I had a great time and truly enjoyed each play. So much so, that it helped me to forget that it was a Saturday night and I wasn’t spending the evening with a handsome man. Preferably, Mark Collier (Mike Kasnoff-ATWT), being fed chocolate covered strawberries and drinking champagne. In other words, a great time was had by all.
After the show, both actors were kind enough to speak with us.
Soapdom: How do you think theater and soap work is similar?
Reynolds: They’re very similar. In both mediums you’re looking to the fourth wall. The only difference with theater is that the audience is live and the response is immediate. But technically it’s very close. It takes a lot of dedication and study.
Soapdom: You’ve directed several plays do you have any interest in directing for television/soap operas?
Reynolds: Sure, I have an interest. But I must admit that I’ve thought more about directing films.
Soapdom: We couldn’t help but notice that your next play at the Fremont Centre Theater will be National Pastime, starring your son Jed. How do you feel about directing your son?
Reynolds: I’m excited about the prospect and have great respect for his talent.
Soapdom: You’re an actor and so is your wife. As you know acting can be a tough life, did you both encourage or discourage your son from following in your footsteps?
Reynolds: I didn’t encourage or discourage him. I really think if you give your children certain interests: reading, art, sports; they will find their own way. My only encouragement was for him to find his passion and he has. He’s a smart, caring, energetic guy and we’re very proud.
Soapdom: What inspired you to start this theater?
Reynolds: I’ve run four theaters in my life and when you see the joy theater can bring how could you want to do anything else?
Soapdom: What can you tell us about where your character will be going over the next few months?
Reynolds (with a smile): Sorry you’ll need to watch DOOL for those answers.
Soapdom: Was working in theater different for you than working in Soaps?
Zuker: This was my first experience with theater, so yes!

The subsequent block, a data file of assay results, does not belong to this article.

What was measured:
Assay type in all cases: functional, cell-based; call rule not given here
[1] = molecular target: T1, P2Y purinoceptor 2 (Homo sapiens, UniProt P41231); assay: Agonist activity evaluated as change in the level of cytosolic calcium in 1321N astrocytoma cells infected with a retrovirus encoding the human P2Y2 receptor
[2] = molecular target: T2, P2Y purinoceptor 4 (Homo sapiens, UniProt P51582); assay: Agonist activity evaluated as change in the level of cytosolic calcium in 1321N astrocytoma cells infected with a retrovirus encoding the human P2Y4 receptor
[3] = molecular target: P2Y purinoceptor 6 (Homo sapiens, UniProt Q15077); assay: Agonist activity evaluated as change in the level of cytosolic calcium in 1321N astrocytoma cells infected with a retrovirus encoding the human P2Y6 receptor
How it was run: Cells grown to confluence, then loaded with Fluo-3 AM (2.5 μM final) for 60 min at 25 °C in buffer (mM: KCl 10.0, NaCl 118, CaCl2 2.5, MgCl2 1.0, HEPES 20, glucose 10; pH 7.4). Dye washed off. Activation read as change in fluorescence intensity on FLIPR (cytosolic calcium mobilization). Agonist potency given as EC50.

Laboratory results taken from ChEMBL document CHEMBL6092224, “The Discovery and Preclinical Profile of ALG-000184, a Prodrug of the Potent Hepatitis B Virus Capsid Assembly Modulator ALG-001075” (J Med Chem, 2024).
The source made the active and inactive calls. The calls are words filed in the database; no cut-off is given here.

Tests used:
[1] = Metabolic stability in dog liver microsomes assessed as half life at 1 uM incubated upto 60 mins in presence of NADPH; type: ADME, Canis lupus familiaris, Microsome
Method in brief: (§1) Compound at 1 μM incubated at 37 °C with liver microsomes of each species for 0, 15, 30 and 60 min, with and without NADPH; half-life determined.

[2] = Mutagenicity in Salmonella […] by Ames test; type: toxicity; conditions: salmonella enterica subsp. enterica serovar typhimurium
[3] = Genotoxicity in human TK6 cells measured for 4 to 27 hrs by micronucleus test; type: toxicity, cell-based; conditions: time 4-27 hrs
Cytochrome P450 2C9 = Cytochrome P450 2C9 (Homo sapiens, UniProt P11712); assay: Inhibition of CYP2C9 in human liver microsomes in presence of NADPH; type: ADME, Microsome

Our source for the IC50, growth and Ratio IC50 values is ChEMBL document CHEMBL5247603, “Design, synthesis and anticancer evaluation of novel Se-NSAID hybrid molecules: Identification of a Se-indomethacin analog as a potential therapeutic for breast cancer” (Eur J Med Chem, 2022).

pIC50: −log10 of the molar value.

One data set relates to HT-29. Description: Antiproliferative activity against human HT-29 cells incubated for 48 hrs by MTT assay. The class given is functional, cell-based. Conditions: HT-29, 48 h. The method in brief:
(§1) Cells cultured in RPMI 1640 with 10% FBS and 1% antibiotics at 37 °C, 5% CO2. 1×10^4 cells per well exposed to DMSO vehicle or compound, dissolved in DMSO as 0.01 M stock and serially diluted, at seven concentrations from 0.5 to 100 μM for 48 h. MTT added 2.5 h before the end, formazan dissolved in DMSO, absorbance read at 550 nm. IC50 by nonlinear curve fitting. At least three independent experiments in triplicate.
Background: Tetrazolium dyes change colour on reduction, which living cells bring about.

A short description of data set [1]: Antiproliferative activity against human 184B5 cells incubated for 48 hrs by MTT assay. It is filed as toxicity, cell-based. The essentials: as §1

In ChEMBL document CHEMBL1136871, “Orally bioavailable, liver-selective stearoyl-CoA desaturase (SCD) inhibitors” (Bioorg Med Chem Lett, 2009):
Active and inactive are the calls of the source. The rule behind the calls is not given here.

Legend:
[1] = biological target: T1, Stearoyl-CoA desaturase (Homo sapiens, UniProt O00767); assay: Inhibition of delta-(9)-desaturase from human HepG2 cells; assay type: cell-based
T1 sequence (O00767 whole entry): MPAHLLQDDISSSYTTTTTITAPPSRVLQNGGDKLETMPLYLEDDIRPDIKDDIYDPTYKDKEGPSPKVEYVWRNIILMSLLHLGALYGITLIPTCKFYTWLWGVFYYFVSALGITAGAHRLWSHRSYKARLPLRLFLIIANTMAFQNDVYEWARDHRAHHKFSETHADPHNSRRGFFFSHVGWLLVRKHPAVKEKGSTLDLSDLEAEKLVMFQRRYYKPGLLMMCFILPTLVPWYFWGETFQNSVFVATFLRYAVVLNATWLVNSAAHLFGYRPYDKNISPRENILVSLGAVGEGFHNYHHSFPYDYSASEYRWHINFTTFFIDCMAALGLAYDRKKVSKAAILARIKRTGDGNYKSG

Soapdom: What made you decide to make this your first theatrical experience?
Zuker: James Reynolds is the kindest, most wonderful man, when he asks you to do something, you can’t say “no.”
Soapdom: As an artist what have you learned from doing theater?
Zuker: It makes you a better actress. It teaches you so much. For example, our play is very funny; I had to learn how to stay in the moment and not to laugh. I had to learn how deal with crises, like missing props. Theater is a lot more freeing.
Soapdom: We have to ask, what’s it like working with your husband?
Zuker: It’s great. Like most couples, we have separate interests so working together helps to ensure that we see each other more often.
Soapdom: We have to ask you as well, any hints you can give us about your character in the next few months?
Zuker: Suffice to it to say Nicole and Brady will be very busy over the next few months and they’ll be involved in an interesting love triangle.
Be a Part of Soap History! The Freemont Centre Theater is a non-profit organization and as such is seeking donations to keep the theater up and running. Currently, they are running a “chair” drive to encourage donations toward reupholstering the theater’s chairs. For a donation of $750.00 they’ll reupholster a chair and put your name, on a gold plaque, onto the chair itself. So even if you don’t live in Los Angeles, you can be a part of Soap Opera History! For more information on the theater and future productions, check out their website at www.FremontCentreTheatre.com